Oil prices climbed on Monday, an effect of comments from Saudi Arabia that cooperation between oil producers who are currently withholding supplies would continue beyond 2018.
Strong global economic growth and a drop in U.S. drilling activity also supported crude, traders said.
Brent crude futures were at $68.89 a barrel at 0315 GMT, up 25 cents, or 0.4 percent, from their last close. Brent on Jan. 15 rose to $70.37, its highest since December 2014.
U.S. West Texas Intermediate (WTI) crude futures were at $63.61 a barrel, up 24 cents, or 0.4 percent, from their last settlement. WTI climbed to $64.89 on Jan. 16, also its highest since December 2014.
Saudi Arabia, the world’s top oil exporter and de-facto leader of the Organization of the Petroleum Exporting Countries (OPEC), said on Sunday major oil producers were in agreement they should continue cooperating on production after their deal on supply cuts expires this year.
“There is a readiness to continue cooperation beyond 2018…The mechanism hasn’t been determined yet, but there is a consensus to continue,” Khalid al-Falih, Saudi Arabia’s Energy Minister said in Oman.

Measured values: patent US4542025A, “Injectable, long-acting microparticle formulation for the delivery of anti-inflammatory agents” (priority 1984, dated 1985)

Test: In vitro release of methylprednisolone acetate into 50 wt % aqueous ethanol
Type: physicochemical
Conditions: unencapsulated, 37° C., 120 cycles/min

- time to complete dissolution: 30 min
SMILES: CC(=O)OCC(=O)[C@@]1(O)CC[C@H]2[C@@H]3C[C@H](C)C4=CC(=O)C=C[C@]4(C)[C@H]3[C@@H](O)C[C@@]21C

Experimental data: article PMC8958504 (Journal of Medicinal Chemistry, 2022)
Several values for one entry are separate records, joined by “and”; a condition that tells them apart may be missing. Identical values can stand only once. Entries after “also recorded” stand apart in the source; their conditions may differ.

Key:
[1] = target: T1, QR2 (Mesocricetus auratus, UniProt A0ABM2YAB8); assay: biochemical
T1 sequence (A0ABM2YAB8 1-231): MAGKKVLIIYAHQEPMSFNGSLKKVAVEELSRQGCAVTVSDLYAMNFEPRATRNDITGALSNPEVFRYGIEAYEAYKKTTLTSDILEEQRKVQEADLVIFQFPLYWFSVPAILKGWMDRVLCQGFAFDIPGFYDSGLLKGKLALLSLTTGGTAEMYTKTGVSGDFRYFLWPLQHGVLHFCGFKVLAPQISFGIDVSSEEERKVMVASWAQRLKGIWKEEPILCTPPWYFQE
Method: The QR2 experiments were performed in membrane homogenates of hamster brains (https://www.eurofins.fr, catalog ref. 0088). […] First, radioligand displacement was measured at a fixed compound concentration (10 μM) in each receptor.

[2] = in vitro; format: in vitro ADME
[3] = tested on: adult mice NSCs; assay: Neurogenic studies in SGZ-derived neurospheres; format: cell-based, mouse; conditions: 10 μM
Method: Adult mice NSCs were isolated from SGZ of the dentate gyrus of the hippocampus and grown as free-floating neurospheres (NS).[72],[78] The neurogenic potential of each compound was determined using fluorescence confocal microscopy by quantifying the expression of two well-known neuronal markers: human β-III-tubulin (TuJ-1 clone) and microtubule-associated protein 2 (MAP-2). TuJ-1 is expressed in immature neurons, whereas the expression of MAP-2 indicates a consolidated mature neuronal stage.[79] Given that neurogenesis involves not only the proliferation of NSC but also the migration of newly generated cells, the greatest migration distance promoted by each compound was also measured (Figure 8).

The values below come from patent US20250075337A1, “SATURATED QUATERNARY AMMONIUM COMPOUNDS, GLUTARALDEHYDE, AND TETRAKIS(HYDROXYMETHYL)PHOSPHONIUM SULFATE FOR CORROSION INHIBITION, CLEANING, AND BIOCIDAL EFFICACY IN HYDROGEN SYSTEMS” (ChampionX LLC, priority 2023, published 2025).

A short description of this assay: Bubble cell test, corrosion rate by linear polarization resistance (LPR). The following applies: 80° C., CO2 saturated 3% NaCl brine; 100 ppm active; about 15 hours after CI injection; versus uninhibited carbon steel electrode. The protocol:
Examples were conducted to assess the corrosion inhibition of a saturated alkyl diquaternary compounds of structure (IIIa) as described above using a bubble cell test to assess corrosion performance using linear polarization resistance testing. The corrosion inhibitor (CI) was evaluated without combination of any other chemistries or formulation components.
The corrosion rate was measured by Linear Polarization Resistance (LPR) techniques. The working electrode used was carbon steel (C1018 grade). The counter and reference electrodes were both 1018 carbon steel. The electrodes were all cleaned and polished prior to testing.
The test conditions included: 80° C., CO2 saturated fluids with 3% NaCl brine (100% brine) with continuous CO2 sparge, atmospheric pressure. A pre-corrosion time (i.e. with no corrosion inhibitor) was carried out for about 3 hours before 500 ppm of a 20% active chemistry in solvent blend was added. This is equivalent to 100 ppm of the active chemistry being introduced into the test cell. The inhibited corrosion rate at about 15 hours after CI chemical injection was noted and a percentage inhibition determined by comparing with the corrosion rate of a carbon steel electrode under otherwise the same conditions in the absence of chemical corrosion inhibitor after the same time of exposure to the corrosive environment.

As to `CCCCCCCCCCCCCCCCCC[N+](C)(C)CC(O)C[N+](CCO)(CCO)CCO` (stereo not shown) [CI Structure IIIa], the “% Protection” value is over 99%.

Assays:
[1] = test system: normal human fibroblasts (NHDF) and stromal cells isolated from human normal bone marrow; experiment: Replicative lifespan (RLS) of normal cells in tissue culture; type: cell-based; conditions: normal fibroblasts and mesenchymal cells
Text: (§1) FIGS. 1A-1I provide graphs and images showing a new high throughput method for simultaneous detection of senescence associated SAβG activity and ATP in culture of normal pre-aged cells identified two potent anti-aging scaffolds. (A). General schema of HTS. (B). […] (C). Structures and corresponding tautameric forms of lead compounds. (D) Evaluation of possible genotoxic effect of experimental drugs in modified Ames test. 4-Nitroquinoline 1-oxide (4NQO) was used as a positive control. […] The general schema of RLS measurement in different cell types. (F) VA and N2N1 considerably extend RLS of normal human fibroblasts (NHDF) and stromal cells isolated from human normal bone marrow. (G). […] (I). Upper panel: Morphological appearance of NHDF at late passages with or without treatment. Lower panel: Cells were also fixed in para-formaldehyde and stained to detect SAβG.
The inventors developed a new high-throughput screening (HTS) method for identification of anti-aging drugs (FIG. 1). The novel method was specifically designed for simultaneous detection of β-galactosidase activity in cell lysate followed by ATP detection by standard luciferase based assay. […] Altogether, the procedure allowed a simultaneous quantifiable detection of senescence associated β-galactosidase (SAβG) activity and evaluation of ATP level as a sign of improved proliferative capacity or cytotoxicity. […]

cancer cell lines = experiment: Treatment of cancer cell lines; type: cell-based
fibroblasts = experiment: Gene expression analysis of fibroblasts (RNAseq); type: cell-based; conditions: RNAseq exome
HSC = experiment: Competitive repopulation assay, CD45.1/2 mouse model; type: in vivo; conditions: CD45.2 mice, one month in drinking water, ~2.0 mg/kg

A group of oil producers including OPEC and Russia, the world’s biggest crude producer, started to withhold production in January last year to prop up prices. The deal is set to expire at the end of 2018.
In the United States, declining drilling activity for new oil production further supported crude.
U.S. drillers cut five oil rigs in the week to Jan. 19, bringing the count down to 747, energy services firm Baker Hughes said on Friday.
Despite this, the rig count in 2017 and early this year remains much higher than in 2016, resulting in a 16 percent rise in U.S. production since mid-2016, to 9.75 million barrels per day.
Beyond supplies, strong global economic growth was also supporting oil prices.
“During the last four quarters, the underlying global growth dynamic began to shift… Global growth has become synchronized and accelerated above trend,” U.S. bank Morgan Stanley said over the weekend in a note.
In the latest indicator, Japanese manufacturing sentiment in January jumped to an 11-year high, the Reuters Tankan poll showed on Monday, highlighting the optimism driven by nearly two years of economic expansion.
Despite the well-supported market, analysts warned oil markets had lost some steam since their peak early last week.
Bernstein Energy said on Monday, according to reuters, that oil inventories might start rising soon due to a slowdown in demand which typically happens at the end of the northern hemisphere winter.
“We expect… an end to the strong (inventory) draws we have seen… With the strong correlation between inventories and crude prices, this perhaps means we should expect crude prices to moderate in the near term,” Bernstein said.